"Dreamcatcher" is the most incredibly strange movie I've ever seen. While nothing resembling a good film, "Dreamcatcher" facinated me not only because it was so ridiculous and silly that I couldn't help but wonder where it was going, but that I was also amazed that such stunningly odd "Mystery Science Theater 3000"-type nonsense could ever get made, not to mention be working with what was reportedly a $68 million dollar budget.
The film - based upon the Stephen King novel - focused on four friends, Henry (Thomas Jane), Beaver (Jason Lee), Jonsey (Damian Lewis), and Pete (Timothy Olyphant). They have gone their separate ways after childhood, but still keep in touch and manage to meet in the New England woods one Winter. They also share a bond since their youth: after coming to the aid of a mentally challenged child their age, they were all given the power of ESP. This year, the four return to the woods, only to find that they're not alone - an alien menace has taken up residence and is causing the few local residents and animals to become ill. Eventually, the alien exits the human host - and, unlike "Alien", they don't leave via the stomach - they head South. Two of the four friends have their first encounter with the alien when they come upon a hunter with a particularly bad case of gas (I'm not kidding.) Another form of the alien takes posession of human hosts and speaks in an accent that sounds something like a Bond villian (Once again, not kidding.) While said alien takes over human host, human host wanders around in his mind, which looks like an old library (well-realized in the film, but something this Gilliam-esque seems out-of-place in an alien invasion picture). Meanwhile, there's an army colonel (Morgan Freeman, in what has to be his first mediocre performance) that wants to wipe out any humans in their quarantine area and a second-in-command (Tom Sizemore, in what is by far the most low-key performance of his entire career) who may have a second opinion.
The movie is a mess of different plot strings (golden-hued flashbacks mingle with alien outbreak viruses) and an uneasy mixture of humor and horror. However, it's to director Lawrence Kasdan's credit that everything is presented in a moderately serious manner, which makes the film at least watchable. Scary? Well, that's another matter - the film is too odd to be at all spooky and it's so all-over-the-place (not to mention the constant presence of plot holes and underdeveloped subplots - for a 134 minute movie, there's a general lack of character development here, too) that little tension ever builds. Furthermore, Kasan doesn't put John Seale's cinematography - which gives the woods an eerie sense of dread that's creepy in a "Blair Witch" sort of way - to much use. On a positive technical note, the occasional special effects are pretty good and the creatures are rather wild looking.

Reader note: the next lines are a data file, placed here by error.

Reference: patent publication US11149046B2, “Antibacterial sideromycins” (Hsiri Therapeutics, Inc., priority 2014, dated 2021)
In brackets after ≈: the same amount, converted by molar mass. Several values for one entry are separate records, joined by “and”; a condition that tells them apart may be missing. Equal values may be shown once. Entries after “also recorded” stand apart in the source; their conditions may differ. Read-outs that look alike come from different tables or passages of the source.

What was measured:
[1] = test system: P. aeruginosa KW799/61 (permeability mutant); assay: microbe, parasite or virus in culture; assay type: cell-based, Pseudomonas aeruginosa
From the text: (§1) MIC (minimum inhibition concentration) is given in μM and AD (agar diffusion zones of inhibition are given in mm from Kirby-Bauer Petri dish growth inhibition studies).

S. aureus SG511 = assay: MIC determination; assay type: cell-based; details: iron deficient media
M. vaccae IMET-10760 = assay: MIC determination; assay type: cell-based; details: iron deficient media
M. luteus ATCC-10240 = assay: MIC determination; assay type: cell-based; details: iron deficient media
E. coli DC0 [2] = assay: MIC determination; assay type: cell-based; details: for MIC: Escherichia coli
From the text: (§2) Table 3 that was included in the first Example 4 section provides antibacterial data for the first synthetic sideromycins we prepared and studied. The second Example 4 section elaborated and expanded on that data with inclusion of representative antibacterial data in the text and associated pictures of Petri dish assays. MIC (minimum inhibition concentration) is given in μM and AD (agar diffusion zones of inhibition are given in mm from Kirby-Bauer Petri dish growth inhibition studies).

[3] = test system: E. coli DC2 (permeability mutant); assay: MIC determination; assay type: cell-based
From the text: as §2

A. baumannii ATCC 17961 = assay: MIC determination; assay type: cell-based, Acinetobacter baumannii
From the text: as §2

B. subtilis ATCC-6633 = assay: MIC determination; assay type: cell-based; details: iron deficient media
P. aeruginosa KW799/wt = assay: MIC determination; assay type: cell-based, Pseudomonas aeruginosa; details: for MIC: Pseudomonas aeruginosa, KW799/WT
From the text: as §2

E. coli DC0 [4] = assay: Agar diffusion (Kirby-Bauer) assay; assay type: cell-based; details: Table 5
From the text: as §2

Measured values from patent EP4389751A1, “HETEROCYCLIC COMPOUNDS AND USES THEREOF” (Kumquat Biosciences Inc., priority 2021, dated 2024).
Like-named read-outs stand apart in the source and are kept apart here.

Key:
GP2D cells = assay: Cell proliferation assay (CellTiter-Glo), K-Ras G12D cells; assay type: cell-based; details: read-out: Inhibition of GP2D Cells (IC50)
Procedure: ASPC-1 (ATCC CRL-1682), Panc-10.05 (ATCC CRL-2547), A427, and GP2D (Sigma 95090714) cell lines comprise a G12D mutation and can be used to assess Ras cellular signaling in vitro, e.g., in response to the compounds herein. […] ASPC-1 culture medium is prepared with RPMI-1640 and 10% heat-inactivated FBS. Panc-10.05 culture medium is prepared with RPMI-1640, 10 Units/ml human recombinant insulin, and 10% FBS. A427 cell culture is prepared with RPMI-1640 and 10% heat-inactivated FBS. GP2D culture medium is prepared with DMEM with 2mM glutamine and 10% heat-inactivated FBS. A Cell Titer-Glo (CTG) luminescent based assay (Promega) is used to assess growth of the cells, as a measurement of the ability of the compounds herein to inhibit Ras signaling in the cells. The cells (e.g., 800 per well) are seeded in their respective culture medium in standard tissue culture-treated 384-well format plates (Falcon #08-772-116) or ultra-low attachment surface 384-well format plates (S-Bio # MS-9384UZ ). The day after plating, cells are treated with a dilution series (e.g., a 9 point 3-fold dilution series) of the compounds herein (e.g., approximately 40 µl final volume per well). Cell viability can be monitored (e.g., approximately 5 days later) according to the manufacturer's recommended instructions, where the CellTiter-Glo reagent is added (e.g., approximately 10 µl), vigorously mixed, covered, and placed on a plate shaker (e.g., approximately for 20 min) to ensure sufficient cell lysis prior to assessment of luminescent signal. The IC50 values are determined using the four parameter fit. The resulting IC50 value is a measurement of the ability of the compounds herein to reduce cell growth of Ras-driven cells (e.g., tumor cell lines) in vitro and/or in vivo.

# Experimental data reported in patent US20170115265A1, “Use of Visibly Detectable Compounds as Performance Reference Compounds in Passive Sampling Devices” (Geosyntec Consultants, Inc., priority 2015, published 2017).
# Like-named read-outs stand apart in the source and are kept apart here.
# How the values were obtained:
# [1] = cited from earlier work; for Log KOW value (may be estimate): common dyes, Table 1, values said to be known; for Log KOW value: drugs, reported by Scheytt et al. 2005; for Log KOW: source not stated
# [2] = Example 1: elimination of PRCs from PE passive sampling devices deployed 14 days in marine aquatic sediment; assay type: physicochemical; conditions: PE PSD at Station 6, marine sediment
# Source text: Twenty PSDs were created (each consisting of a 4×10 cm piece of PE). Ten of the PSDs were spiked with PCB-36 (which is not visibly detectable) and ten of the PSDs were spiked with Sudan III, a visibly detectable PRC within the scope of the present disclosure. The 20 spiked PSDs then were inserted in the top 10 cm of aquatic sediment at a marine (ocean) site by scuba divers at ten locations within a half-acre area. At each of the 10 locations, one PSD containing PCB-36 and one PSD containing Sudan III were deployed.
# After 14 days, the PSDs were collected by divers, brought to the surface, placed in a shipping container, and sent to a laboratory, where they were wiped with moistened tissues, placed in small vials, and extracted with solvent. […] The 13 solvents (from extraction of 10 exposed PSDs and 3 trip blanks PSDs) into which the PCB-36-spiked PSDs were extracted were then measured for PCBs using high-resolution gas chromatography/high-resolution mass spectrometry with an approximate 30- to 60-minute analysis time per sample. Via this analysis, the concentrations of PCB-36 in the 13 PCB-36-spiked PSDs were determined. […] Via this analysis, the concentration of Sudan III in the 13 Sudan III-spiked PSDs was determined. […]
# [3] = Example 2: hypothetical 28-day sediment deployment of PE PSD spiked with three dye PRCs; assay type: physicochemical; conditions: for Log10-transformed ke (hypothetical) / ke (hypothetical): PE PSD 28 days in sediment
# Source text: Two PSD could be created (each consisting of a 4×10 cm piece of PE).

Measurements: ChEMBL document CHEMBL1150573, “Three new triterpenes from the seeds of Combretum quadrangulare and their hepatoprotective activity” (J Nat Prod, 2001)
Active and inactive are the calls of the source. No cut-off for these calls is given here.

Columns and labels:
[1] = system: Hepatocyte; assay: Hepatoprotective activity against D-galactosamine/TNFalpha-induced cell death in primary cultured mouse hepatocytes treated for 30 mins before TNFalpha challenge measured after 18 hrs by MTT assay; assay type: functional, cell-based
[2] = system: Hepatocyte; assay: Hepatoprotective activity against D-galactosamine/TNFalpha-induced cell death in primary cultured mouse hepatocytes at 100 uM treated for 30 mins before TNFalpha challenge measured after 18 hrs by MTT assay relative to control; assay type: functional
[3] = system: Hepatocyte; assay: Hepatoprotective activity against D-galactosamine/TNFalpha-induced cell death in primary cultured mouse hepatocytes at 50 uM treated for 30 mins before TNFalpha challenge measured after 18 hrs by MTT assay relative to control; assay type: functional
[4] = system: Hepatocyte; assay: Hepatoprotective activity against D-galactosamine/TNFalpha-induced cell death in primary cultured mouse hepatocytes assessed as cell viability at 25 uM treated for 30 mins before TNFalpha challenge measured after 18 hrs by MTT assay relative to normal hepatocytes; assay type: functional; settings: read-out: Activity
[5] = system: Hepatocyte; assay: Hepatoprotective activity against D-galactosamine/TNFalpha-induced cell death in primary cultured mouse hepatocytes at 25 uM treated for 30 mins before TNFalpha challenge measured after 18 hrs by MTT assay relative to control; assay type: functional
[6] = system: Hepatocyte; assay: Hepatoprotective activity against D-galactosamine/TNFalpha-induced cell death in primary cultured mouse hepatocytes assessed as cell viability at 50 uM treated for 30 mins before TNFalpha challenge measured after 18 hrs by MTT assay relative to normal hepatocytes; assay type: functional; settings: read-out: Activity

Again, I liked aspects of "Dreamcatcher", but they really don't come together into anything memorable. There's a good movie buried in here somewhere - the trailers seemed to get what it should have been and there's enough to this (the woods are creepier than anything in the movie) that could be reworked into something, but that's a long way from what the final product turned out to be.
VIDEO: "Dreamcatcher" is presented in 2.35:1 anamorphic widescreen by Warner Brothers. The presentation is another fine effort from the studio, with some stretches in the wintery woods that are positively stunning. Images remain crystal clear throughout, but the low-light interiors aren't as impressive in terms of definition as the many outdoor sequences.
There were a few flaws during the presentation, but they didn't get in the way: a little bit of edge enhancement here, a couple of specks there. No pixelation or any other issues were spotted. The film's color palette remains extremely subdued throughout, which is expected, given the setting.
SOUND: "Dreamcatcher"'s Dolby Digital 5.1 provides a few strong moments of aggressive surround use, but the majority of the movie provides a fairly front-heavy audio experience. James Newton Howard's score is a powerful presence in the sound mix, sounding rich and dynamic, with some reinforcement from the rear speakers. Dialogue and sound effects remain crystal clear and sound effects came across in an appropriately fierce manner. This is a satisfactory soundtrack, but the film could have gained a few scares from more liberal use of the surrounds.
EXTRAS: Here's one time I wish a commentary would have been included, at least to get a better sense of what the filmmakers were trying for. We do get 5 deleted scenes, including a more subtle and satisfactory alternate ending. There's also an interview with King, who talks about working on the novel after his accident; a general "making of" featurette and a featurette on the effects. Rounding out the package are the film's very good trailer (which I can't get over - it makes the film look so much better and different than it is) and cast/crew bios.
Final Thoughts: I found "Dreamcatcher" to be a strangely watchable disaster - an odd train wreck of elements tied together into something surreal, unpredictable and unfortunately, not resembling the kind of thriller it had the potential of being. Warner Brothers has put together a fine DVD, with excellent image quality, good sound and average supplements. Still, I can't recommend the film, with the exception of those who find the thought of watching the most expensive sci-fi B-movie in ages potentially entertaining.
The Film * 1/2